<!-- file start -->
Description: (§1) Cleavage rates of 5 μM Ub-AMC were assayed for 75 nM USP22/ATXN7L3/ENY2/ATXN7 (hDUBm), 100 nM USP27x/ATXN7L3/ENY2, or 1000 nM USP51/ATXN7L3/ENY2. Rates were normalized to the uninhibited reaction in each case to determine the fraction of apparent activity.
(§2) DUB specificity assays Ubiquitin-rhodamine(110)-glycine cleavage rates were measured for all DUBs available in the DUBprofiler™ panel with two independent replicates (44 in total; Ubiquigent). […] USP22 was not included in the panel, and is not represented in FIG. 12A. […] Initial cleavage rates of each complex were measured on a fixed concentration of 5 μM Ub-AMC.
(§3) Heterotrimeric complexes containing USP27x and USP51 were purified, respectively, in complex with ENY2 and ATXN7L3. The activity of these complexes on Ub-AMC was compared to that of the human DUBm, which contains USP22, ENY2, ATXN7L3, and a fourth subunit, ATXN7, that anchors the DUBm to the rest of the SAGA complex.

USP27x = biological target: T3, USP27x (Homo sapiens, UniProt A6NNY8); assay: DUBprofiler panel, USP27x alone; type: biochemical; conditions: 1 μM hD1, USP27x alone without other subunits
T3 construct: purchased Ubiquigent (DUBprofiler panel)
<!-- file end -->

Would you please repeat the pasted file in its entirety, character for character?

Description: (§1) Cleavage rates of 5 μM Ub-AMC were assayed for 75 nM USP22/ATXN7L3/ENY2/ATXN7 (hDUBm), 100 nM USP27x/ATXN7L3/ENY2, or 1000 nM USP51/ATXN7L3/ENY2. Rates were normalized to the uninhibited reaction in each case to determine the fraction of apparent activity.
(§2) DUB specificity assays Ubiquitin-rhodamine(110)-glycine cleavage rates were measured for all DUBs available in the DUBprofiler™ panel with two independent replicates (44 in total; Ubiquigent). […] USP22 was not included in the panel, and is not represented in FIG. 12A. […] Initial cleavage rates of each complex were measured on a fixed concentration of 5 μM Ub-AMC.
(§3) Heterotrimeric complexes containing USP27x and USP51 were purified, respectively, in complex with ENY2 and ATXN7L3. The activity of these complexes on Ub-AMC was compared to that of the human DUBm, which contains USP22, ENY2, ATXN7L3, and a fourth subunit, ATXN7, that anchors the DUBm to the rest of the SAGA complex.

USP27x = biological target: T3, USP27x (Homo sapiens, UniProt A6NNY8); assay: DUBprofiler panel, USP27x alone; type: biochemical; conditions: 1 μM hD1, USP27x alone without other subunits
T3 construct: purchased Ubiquigent (DUBprofiler panel)